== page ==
#11 - Preston Larrison

Last year in Spring Training, RHP Preston Larrison was receiving rave reviews. So much so, that there was even talk that Larrison might join fellow youngster Jeremy Bonderman in the Tigers 2003 rotation. The Tigers opted against it, and from there, everything went downhill as Larrison took a major step back after a very impressive 2002 campaign.

Preston Larrison was the Detroit Tigers 2nd round draft pick in the 2001 MLB Entry Draft out of the University of Evansville. Coming out of Evansville, Larrison was a high-ceiling prospect who was viewed as a bit of a gamble, but one well worth after selecting the supposed "sure-thing" Kenny Baugh (Baugh was overworked in college and had major arm surgery and now is struggling to regain his 2001 form).

Larrison's first two seasons gave every indication that he would be worth the gamble, as the 6-4, 225 lb. righty more than held his own against single-A competition. Unfortunately, 2003 was a major setback for Larrison, as he went 4-12 with an ERA over 5 at double-A Erie. Even more concerning was his K:BB ratio as he struck out only 53 while walking 59 and allowing a .322 average. Things were not completely bleak for Larrison however. He did earn the Win at the 2003 Futures Game and he did show some improvement going 2-0 in the Arizona Fall League along with raising his BB:IP ratio from 2 to 1 for AA-Erie to 3 to 1 for and lowering his average allowed to .239.

Larrison features a 94-mph Fastball as well as a devastating change-up and an average curveball that still needs to be refined before it can be effectively used at the big league level. His control seemed to be his biggest downfall in 2003.

Larrison's bread-and-butter is the Fastball which normally has good sink on it, but if he lets the ball get up in the strike zone it straightens out and becomes a very hittable pitch. The bigger problem is that he uses the fastball to set up his change-up, and without a good fastball, the change-up is useless.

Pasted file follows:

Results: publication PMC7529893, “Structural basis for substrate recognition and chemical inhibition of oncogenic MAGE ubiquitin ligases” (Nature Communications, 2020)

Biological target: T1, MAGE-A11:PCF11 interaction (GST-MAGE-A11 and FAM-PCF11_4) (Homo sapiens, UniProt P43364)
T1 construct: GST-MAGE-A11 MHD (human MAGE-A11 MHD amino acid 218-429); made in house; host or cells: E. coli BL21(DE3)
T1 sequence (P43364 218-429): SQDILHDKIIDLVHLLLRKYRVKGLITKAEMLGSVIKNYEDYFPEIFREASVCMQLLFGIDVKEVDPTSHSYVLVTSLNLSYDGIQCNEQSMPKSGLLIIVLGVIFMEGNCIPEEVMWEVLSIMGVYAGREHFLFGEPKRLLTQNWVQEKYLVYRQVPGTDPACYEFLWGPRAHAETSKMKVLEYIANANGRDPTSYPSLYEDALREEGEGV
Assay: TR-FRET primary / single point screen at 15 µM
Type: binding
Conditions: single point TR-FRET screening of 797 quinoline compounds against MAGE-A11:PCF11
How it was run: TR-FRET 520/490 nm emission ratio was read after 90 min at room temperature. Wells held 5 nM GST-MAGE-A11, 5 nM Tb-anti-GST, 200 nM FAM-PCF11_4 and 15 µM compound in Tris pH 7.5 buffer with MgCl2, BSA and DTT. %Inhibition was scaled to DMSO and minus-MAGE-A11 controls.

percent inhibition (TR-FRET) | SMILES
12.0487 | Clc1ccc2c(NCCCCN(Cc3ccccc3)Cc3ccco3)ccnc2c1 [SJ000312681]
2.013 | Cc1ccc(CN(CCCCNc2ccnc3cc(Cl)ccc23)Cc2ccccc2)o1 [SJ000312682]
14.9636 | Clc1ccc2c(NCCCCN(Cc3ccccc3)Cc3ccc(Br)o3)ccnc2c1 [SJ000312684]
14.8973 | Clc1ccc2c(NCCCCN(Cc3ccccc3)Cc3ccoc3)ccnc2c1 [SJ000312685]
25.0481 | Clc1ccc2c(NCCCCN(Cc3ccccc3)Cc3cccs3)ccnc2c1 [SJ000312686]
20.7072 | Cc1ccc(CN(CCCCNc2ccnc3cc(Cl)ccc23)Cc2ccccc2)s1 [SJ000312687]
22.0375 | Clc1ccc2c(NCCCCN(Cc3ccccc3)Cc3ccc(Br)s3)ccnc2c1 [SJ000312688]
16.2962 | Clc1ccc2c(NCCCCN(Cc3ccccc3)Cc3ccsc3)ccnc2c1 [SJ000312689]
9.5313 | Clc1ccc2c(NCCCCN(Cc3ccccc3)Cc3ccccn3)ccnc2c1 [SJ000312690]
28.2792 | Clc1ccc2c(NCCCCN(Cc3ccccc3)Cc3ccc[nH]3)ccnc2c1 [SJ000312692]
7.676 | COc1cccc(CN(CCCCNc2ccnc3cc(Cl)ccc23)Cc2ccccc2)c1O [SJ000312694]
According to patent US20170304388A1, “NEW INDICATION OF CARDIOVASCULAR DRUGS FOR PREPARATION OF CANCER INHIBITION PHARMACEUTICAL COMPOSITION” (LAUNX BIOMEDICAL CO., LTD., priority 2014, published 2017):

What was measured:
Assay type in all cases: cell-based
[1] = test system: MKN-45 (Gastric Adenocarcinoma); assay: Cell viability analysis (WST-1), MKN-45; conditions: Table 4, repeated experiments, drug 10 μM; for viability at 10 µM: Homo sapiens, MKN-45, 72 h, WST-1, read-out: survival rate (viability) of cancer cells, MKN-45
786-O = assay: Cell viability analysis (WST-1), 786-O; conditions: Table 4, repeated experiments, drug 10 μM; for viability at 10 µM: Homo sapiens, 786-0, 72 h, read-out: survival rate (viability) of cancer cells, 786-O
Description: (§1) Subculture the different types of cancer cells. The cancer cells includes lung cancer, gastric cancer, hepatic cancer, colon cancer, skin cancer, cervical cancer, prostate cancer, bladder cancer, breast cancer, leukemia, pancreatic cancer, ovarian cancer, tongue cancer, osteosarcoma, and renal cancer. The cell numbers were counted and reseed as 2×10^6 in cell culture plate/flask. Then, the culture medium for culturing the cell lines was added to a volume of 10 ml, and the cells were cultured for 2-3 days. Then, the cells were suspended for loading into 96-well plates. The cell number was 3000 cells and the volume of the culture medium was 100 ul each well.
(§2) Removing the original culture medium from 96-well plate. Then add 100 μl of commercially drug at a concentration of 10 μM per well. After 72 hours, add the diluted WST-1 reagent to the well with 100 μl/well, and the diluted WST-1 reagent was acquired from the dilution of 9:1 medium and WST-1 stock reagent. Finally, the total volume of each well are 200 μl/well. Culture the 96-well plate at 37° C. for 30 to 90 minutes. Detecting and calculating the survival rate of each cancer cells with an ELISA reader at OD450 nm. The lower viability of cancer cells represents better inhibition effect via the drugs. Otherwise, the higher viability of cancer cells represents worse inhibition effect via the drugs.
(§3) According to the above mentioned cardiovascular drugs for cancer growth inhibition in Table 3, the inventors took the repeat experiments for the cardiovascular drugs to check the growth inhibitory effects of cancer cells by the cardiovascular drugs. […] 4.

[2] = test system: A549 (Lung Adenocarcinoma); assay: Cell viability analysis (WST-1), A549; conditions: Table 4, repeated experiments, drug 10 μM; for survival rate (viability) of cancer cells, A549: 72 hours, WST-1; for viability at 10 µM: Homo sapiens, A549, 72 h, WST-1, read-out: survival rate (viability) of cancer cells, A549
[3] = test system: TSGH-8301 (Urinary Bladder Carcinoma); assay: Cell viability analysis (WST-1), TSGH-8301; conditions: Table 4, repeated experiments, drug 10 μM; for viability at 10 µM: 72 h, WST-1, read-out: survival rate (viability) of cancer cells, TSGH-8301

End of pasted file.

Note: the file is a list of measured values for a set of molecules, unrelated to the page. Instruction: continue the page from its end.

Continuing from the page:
He has a very good change-up that freezes hitters, assuming his fastball is working. His curveball however hasn't developed (the Tigers encouraged him to throw it more in games in 2003, a possible reason for his performance decline), and without a third pitch, he'll struggle to become a major league starter.

If he can regain his control and keep his fastball down, he could regain his original projection as a top of the rotation starter. If not, he could still become a very effective middle reliever with his power fastball and change-up.

There was talk about bumping him up to majors with 20-year old phenom Jeremy Bonderman this spring, but many thought a September call-up would not be out of the question in 2003. If he regains his form, he'll probably enter the rotation sometime in 2004 as he is still a highly regarded prospect within the organization.

2003 was a huge setback for Larrison, however, he still possesses all the tools to become a top of the rotation starter at the big league level. If he can put it back together, he'll definitely get a chance, especially with the lack of pitching prospects in the upper levels of the Tiger farm system and the weak rotation for the big league club.

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